…You know you want to
We would all agree that any mother, no matter how irresponsible, will be glad to be addressed as mother of the bride/groom, mother of the grandaunt, mother of the winner, mother of the celebrant on the day of their child’s success in any area of life. However, the exact opposite of this is the reality endured by several mothers supporting their children through criminal trials in the court of law. Their plight is the kind that makes many African mothers snap their fingers over their heads and say “God forbid”. They are the mothers of the Accused Persons.
As a lawyer, I have had cause to relate with a number of these women and through their stories, I have some insight into the troubles of a mother whose child is standing a trial in a criminal matter.
The law office I belong to was briefed with a matter involving three teenage boys recently and I attended the juvenile court to represent them on a number of occasions. Two of the boys (barely 14), had been corrupted by a much older boy who got them involved in the mischief that eventually landed them in juvenile detention. One of our clients’ mothers, ‘Mama Johnny’ had pleaded with us to do our best in securing and perfecting her son’s bail immediately they were arraigned. She kept on saying “My son is a good boy. It is those other boys that are corrupting him”.
The court granted bail to all the offenders and Mama Johnny gladly all paid the unofficial expenses of bail perfection. She thereafter took her son home with a stern warning to make sure he is available to continue his trial on the next adjourned date.
The mother of the other boy, a poor widow said she did not want her son’s bail to be perfected because she had observed a change in his demeanour since his detention at the Boys Remand Home. She said she would endure the trauma of leaving him there in the hope that by the time the trial is over, he will be discharged and she can take him home, a better person than he was before going into custody. I hoped for her sake that her hope would not be cut short.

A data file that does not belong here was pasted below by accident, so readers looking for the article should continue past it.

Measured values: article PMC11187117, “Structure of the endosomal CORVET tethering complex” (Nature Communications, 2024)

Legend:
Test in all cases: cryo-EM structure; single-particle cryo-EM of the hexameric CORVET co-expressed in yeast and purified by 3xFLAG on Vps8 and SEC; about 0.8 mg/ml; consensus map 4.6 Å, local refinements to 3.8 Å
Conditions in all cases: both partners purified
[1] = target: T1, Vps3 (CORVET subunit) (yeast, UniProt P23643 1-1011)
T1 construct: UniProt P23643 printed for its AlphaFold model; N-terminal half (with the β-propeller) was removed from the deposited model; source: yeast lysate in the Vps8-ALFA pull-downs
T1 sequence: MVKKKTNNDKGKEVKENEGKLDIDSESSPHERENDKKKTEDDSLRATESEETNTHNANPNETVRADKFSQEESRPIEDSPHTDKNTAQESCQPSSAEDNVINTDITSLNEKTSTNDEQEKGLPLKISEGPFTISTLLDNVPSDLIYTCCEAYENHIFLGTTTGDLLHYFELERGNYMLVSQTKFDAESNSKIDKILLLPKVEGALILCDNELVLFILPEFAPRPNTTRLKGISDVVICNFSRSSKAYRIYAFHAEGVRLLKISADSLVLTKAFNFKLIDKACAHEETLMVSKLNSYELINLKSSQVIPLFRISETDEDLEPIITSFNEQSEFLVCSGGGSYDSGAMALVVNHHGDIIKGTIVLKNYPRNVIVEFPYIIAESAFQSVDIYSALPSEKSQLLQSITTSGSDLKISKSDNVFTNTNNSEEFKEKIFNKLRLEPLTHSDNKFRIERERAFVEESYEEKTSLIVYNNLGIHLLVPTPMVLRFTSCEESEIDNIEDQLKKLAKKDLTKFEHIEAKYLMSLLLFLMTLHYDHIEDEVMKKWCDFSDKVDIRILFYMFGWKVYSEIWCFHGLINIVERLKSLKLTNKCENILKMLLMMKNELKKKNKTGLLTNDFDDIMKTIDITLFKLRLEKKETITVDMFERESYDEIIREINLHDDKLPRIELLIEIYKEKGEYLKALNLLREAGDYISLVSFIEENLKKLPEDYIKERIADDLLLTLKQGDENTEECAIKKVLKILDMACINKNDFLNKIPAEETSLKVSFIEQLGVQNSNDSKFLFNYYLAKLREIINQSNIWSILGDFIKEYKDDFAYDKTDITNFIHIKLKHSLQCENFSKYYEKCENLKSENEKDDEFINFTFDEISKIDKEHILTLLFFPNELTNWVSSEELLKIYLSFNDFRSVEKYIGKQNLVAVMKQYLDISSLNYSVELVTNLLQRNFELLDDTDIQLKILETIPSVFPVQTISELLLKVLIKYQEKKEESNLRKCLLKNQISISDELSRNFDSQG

Before the adjourned date, Mama Abdul came to our office in tears saying she had just visited her son at the remand home and she could no longer bear to see him there. She said she had been to mosques and churches to pray for her son so that he would turn from his wayward and rebellious ways. She planned to take him to live with her late husband’s brother for the time being. Thus, on the appointed date, she came with her son’s uncle and they both stood as sureties for the boy’s bail.
She had tears in her eyes as she thanked me as if I was the one who granted the bail. She prayed for me because I saved her a lot of expenses during the bail perfection by pleading with the officials. She obviously could not afford their initial demands. I declined as she tried to squeeze a hundred naira note into my palm saying “Lawyer, please take this as your transport fare, God bless you”. Our office had offered it’s free services to her and she needed the money more than I so I humbly refused. I was content with the appreciation in her eyes.
As the trial continued, I remember Mama Johnny dragging her son by the ears when she found him sitting with the other offenders while waiting for their case to be heard. She gave him a slap on the back of his head and told him to sit on her lap if there was nowhere else to sit. I remember nearly giggling when I saw her prop the teenage boy in her lap and clasp her arms around him like he was about to escape, speaking angrily in her local dialect. She was bent on separating him from their company.